From The Left


Santé Prince gets the audience excited for the rest of the night during his performance Photo Credits : Serena Randazzo

Savannah Cadet Haynes, Staff Member

The Mesa Commons was filled with people that shared inspiration, joy, and tears on the night of April 11. “Voices from the Left” hosted their annual event in room MC-211 where guests were welcomed with a mix of old school and hip hop music at the door.  “Voices from the Left” shared real life experiences of those that were a victim of bullying or harassed based on gender, race, sexual orientation, religion, physical or mental ability, or for no reason at all. Students, alumni and faculty members had the opportunity to share their life experiences where their voices had either been left behind or left out because of their different lifestyles.

“Voices from the Left” started out with only 40 seats and 11 student performers.In 2019, they had multiple showings with full crowds and students, faculty, and alumni as performers. The event started with a brief powerpoint of mashed up videos from previous performances to a motivational song called “Rise Up by Andra Day.” The host ensured the audience that they would be blessed with strength and pure talent.

“It’s ok to be dark and handsome,”  said by the first performer Prince Asante Sefa-Boakye, also known as Santé Prince. The 27-year-old rapper and activist is a Mesa alumnus where he studied psychology. He performed a piece called “Warrior” and was inspired by his own personal adventures, self love and self acceptance. “You have to be a warrior to get through this crazy life,” he said. Price expressed that the biggest line in his piece is “I’m about to make it happen ‘cause I’m way too black”.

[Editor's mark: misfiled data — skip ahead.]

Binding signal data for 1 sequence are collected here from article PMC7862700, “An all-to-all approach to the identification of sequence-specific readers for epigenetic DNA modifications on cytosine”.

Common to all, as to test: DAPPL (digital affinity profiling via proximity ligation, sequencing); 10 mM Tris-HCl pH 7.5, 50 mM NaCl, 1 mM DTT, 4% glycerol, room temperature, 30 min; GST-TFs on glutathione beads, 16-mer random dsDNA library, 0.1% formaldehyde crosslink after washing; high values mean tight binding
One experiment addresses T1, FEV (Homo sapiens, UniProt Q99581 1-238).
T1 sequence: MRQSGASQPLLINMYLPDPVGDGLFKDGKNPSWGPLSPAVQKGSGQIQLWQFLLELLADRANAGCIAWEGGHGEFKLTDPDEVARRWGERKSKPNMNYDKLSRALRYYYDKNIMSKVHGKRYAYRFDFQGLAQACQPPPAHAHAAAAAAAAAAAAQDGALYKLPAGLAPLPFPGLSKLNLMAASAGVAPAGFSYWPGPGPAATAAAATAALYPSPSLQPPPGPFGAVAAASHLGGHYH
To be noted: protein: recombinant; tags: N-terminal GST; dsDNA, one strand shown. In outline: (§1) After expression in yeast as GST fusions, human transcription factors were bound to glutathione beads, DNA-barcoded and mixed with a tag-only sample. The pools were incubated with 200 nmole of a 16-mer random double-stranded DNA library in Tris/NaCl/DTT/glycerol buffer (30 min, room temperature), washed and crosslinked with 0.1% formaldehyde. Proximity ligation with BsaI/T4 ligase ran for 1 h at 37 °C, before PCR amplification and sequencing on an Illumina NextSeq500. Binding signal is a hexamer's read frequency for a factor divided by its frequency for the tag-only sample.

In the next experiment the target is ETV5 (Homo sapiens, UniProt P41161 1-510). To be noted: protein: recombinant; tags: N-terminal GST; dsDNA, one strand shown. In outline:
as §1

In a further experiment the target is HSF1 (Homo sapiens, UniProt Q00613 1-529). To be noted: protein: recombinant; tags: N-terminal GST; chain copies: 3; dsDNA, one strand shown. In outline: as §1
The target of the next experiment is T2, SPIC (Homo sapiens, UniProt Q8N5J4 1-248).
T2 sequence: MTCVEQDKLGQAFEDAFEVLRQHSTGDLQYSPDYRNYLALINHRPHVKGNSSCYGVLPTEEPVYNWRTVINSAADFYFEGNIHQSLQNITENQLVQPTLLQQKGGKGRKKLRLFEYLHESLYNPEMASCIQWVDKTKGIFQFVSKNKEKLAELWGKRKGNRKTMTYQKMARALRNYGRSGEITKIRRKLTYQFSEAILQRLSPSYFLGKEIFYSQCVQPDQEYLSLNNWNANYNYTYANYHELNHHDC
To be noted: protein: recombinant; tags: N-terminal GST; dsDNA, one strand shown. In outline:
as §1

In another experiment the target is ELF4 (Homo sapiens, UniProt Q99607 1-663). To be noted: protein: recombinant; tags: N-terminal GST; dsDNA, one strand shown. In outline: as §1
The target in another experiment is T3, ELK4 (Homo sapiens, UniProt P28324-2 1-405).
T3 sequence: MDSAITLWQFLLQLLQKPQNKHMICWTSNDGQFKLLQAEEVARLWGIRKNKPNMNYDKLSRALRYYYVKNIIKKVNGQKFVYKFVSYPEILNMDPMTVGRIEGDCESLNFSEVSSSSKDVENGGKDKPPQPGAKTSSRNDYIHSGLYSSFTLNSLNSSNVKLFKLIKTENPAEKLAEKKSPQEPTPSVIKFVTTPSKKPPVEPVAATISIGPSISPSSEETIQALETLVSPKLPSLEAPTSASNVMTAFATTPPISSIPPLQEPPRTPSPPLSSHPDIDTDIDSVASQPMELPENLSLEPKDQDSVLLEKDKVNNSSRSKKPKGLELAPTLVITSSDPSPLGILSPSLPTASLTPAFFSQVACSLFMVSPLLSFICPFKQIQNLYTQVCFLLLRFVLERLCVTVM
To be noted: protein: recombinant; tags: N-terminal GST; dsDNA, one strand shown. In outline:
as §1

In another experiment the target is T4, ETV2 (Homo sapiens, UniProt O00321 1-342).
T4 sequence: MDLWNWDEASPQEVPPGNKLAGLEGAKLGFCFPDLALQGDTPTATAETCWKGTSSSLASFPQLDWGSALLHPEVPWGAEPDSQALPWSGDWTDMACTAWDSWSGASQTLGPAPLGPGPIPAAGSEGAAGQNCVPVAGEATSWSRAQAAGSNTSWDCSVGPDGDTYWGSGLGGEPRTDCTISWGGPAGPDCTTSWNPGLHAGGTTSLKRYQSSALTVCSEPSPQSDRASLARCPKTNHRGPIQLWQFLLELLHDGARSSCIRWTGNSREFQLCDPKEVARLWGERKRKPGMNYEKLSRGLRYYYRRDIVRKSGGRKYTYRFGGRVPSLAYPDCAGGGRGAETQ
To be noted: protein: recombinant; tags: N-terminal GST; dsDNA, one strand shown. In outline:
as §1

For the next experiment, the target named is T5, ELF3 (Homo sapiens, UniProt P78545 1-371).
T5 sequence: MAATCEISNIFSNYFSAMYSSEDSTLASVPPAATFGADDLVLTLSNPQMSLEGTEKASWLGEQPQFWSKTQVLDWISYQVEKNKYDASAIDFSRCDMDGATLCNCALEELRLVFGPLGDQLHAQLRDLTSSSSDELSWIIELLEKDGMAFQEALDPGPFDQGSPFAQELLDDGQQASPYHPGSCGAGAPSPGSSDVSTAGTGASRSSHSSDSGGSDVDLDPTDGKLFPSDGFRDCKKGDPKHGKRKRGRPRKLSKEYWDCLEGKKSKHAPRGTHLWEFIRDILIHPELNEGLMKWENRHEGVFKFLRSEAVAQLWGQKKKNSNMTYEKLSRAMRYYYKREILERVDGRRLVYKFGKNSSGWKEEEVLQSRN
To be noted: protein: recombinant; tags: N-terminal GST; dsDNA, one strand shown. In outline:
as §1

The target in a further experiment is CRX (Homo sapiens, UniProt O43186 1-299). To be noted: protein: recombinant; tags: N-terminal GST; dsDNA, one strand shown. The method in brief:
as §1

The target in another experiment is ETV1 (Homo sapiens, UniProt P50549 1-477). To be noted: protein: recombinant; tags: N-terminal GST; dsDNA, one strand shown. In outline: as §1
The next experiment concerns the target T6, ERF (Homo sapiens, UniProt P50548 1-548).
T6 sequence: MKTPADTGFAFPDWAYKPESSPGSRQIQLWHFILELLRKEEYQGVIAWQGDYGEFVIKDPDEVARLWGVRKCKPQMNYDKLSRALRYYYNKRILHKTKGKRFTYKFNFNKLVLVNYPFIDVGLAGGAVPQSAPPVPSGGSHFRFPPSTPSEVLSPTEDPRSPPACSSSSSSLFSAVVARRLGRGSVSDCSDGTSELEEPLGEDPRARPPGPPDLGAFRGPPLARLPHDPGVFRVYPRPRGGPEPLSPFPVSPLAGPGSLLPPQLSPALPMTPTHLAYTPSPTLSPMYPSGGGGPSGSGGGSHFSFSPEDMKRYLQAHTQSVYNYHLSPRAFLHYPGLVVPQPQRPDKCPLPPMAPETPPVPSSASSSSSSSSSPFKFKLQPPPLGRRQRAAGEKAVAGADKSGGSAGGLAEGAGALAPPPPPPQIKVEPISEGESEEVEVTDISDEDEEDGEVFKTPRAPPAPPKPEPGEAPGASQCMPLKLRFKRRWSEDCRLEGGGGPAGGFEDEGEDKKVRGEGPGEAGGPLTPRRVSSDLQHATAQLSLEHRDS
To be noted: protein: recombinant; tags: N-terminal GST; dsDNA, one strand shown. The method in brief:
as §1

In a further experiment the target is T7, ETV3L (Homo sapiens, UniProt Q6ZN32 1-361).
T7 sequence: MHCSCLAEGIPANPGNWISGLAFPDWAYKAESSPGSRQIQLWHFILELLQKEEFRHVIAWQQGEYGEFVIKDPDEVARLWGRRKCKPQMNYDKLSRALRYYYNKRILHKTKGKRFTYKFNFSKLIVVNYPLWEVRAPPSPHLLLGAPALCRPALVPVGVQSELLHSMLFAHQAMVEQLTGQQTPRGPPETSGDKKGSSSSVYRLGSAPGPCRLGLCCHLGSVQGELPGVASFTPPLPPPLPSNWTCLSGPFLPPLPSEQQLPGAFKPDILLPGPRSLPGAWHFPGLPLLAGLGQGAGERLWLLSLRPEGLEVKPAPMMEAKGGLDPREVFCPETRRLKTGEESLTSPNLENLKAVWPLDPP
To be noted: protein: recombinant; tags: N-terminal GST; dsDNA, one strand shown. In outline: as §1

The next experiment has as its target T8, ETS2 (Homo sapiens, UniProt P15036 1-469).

Prior to his performance he explained the challenges he faced with his given name, then shortly after went in with a personal remix called “Asante Bomaye,
“ which he made“to remind everybody who I am and most importantly to remind myself who I am.”  He then further explained that it was one of the hardest songs he ever wrote. “I had to appreciate myself, accept myself and tell myself that it’s ok to teach people how to say your name correctly,” he said.. Prince set the tone for the rest of the night. The crowd was joyful, excited and ready for the rest of the performers.

With over 10 performers throughout the night, the audience had a mix of emotions during and after each. Another student shed light on his experiences of being bullied due to his dyslexia and autism with a poem called “Sticks and Stones.” Professor Sakeenah performed a piece called “Dear Straight People” that had a powerful message asking “Why do I have to prove my love is authentic?” A number of other performances revealed their troubles with depression, anxiety, bullying, suicide, representation, and toxic relationships.

The performers gave the sense of vulnerability while they shared heartfelt and traumatic experiences with the audience making the event poetic and emotional. For that short moment everyone in that room shared strength, understanding and compassion.